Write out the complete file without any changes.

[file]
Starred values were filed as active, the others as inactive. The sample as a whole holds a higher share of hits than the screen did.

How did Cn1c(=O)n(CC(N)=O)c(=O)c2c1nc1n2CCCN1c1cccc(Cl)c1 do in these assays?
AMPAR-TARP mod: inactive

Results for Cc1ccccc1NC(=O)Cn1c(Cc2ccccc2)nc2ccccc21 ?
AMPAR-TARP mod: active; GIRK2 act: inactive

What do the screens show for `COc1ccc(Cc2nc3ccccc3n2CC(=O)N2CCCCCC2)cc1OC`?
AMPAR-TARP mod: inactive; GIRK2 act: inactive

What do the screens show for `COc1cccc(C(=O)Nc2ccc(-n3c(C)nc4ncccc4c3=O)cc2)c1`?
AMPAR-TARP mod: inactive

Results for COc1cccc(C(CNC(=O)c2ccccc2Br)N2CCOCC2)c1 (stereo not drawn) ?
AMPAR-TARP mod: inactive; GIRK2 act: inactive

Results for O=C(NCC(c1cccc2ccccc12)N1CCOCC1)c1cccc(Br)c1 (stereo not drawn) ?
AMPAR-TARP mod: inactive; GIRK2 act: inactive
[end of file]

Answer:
Starred values were filed as active, the others as inactive. The sample as a whole holds a higher share of hits than the screen did.

How did Cn1c(=O)n(CC(N)=O)c(=O)c2c1nc1n2CCCN1c1cccc(Cl)c1 do in these assays?
AMPAR-TARP mod: inactive

Results for Cc1ccccc1NC(=O)Cn1c(Cc2ccccc2)nc2ccccc21 ?
AMPAR-TARP mod: active; GIRK2 act: inactive

What do the screens show for `COc1ccc(Cc2nc3ccccc3n2CC(=O)N2CCCCCC2)cc1OC`?
AMPAR-TARP mod: inactive; GIRK2 act: inactive

What do the screens show for `COc1cccc(C(=O)Nc2ccc(-n3c(C)nc4ncccc4c3=O)cc2)c1`?
AMPAR-TARP mod: inactive

Results for COc1cccc(C(CNC(=O)c2ccccc2Br)N2CCOCC2)c1 (stereo not drawn) ?
AMPAR-TARP mod: inactive; GIRK2 act: inactive

Results for O=C(NCC(c1cccc2ccccc12)N1CCOCC1)c1cccc(Br)c1 (stereo not drawn) ?
AMPAR-TARP mod: inactive; GIRK2 act: inactive